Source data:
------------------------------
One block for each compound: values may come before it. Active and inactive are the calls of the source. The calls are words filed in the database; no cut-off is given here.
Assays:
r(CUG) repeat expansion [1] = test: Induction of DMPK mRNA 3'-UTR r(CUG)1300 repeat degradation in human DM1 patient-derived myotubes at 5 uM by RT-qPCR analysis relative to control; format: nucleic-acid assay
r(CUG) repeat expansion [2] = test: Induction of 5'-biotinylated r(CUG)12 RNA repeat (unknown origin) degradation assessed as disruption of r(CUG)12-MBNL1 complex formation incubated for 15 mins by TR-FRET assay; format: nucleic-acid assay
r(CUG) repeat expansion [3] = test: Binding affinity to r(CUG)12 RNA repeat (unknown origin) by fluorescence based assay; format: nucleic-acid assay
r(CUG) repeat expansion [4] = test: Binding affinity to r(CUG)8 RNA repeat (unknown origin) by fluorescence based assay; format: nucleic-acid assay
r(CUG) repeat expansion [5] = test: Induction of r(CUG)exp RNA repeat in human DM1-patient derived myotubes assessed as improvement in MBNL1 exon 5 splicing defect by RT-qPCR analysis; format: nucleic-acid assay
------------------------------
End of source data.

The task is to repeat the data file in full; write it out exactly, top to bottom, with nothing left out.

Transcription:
One block for each compound: values may come before it. Active and inactive are the calls of the source. The calls are words filed in the database; no cut-off is given here.
Assays:
r(CUG) repeat expansion [1] = test: Induction of DMPK mRNA 3'-UTR r(CUG)1300 repeat degradation in human DM1 patient-derived myotubes at 5 uM by RT-qPCR analysis relative to control; format: nucleic-acid assay
r(CUG) repeat expansion [2] = test: Induction of 5'-biotinylated r(CUG)12 RNA repeat (unknown origin) degradation assessed as disruption of r(CUG)12-MBNL1 complex formation incubated for 15 mins by TR-FRET assay; format: nucleic-acid assay
r(CUG) repeat expansion [3] = test: Binding affinity to r(CUG)12 RNA repeat (unknown origin) by fluorescence based assay; format: nucleic-acid assay
r(CUG) repeat expansion [4] = test: Binding affinity to r(CUG)8 RNA repeat (unknown origin) by fluorescence based assay; format: nucleic-acid assay
r(CUG) repeat expansion [5] = test: Induction of r(CUG)exp RNA repeat in human DM1-patient derived myotubes assessed as improvement in MBNL1 exon 5 splicing defect by RT-qPCR analysis; format: nucleic-acid assay